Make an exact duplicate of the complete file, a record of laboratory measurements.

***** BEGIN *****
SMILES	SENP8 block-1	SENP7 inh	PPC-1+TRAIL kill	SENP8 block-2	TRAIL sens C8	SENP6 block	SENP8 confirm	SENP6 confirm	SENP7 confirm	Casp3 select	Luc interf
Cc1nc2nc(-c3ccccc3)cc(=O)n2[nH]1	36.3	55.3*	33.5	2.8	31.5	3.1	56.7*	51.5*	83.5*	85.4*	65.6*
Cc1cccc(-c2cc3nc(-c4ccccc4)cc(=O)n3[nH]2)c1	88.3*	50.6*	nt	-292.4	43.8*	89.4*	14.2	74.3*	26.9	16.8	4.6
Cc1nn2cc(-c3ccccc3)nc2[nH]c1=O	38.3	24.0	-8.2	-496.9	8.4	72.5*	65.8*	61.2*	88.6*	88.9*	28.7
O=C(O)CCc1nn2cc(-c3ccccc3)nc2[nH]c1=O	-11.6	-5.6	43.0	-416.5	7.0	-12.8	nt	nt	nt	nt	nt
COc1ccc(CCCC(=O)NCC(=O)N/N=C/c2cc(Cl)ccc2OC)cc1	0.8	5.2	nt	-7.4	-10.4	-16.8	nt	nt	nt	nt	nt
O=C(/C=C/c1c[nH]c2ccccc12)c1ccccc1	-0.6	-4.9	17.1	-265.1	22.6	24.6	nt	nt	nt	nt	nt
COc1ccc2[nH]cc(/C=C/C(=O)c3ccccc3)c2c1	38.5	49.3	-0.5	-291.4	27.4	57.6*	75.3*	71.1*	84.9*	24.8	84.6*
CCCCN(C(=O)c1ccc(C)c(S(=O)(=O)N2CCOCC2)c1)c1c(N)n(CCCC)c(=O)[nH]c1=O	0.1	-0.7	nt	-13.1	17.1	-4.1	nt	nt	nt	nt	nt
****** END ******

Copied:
SMILES	SENP8 block-1	SENP7 inh	PPC-1+TRAIL kill	SENP8 block-2	TRAIL sens C8	SENP6 block	SENP8 confirm	SENP6 confirm	SENP7 confirm	Casp3 select	Luc interf
Cc1nc2nc(-c3ccccc3)cc(=O)n2[nH]1	36.3	55.3*	33.5	2.8	31.5	3.1	56.7*	51.5*	83.5*	85.4*	65.6*
Cc1cccc(-c2cc3nc(-c4ccccc4)cc(=O)n3[nH]2)c1	88.3*	50.6*	nt	-292.4	43.8*	89.4*	14.2	74.3*	26.9	16.8	4.6
Cc1nn2cc(-c3ccccc3)nc2[nH]c1=O	38.3	24.0	-8.2	-496.9	8.4	72.5*	65.8*	61.2*	88.6*	88.9*	28.7
O=C(O)CCc1nn2cc(-c3ccccc3)nc2[nH]c1=O	-11.6	-5.6	43.0	-416.5	7.0	-12.8	nt	nt	nt	nt	nt
COc1ccc(CCCC(=O)NCC(=O)N/N=C/c2cc(Cl)ccc2OC)cc1	0.8	5.2	nt	-7.4	-10.4	-16.8	nt	nt	nt	nt	nt
O=C(/C=C/c1c[nH]c2ccccc12)c1ccccc1	-0.6	-4.9	17.1	-265.1	22.6	24.6	nt	nt	nt	nt	nt
COc1ccc2[nH]cc(/C=C/C(=O)c3ccccc3)c2c1	38.5	49.3	-0.5	-291.4	27.4	57.6*	75.3*	71.1*	84.9*	24.8	84.6*
CCCCN(C(=O)c1ccc(C)c(S(=O)(=O)N2CCOCC2)c1)c1c(N)n(CCCC)c(=O)[nH]c1=O	0.1	-0.7	nt	-13.1	17.1	-4.1	nt	nt	nt	nt	nt